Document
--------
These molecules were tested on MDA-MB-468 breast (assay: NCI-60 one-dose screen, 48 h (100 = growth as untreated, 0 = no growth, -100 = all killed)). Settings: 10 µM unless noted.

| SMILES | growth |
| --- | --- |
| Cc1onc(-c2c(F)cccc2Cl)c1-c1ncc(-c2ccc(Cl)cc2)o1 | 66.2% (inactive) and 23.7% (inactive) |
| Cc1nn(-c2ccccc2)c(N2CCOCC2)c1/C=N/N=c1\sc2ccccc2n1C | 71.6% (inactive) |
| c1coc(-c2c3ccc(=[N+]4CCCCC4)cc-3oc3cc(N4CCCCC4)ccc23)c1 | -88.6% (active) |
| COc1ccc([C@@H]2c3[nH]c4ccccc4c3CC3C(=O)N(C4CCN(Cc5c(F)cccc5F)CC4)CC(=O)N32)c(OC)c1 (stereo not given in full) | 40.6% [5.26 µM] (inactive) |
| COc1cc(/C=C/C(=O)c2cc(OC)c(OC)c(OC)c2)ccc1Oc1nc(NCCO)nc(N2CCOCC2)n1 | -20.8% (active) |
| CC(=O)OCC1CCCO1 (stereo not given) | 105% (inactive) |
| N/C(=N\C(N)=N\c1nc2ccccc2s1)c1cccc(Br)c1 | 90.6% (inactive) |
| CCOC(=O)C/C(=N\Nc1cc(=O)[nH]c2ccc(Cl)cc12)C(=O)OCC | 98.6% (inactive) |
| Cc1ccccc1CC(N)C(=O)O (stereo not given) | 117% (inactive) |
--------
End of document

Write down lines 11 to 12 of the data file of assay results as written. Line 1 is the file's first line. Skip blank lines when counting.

| CCOC(=O)C/C(=N\Nc1cc(=O)[nH]c2ccc(Cl)cc12)C(=O)OCC | 98.6% (inactive) |
| Cc1ccccc1CC(N)C(=O)O (stereo not given) | 117% (inactive) |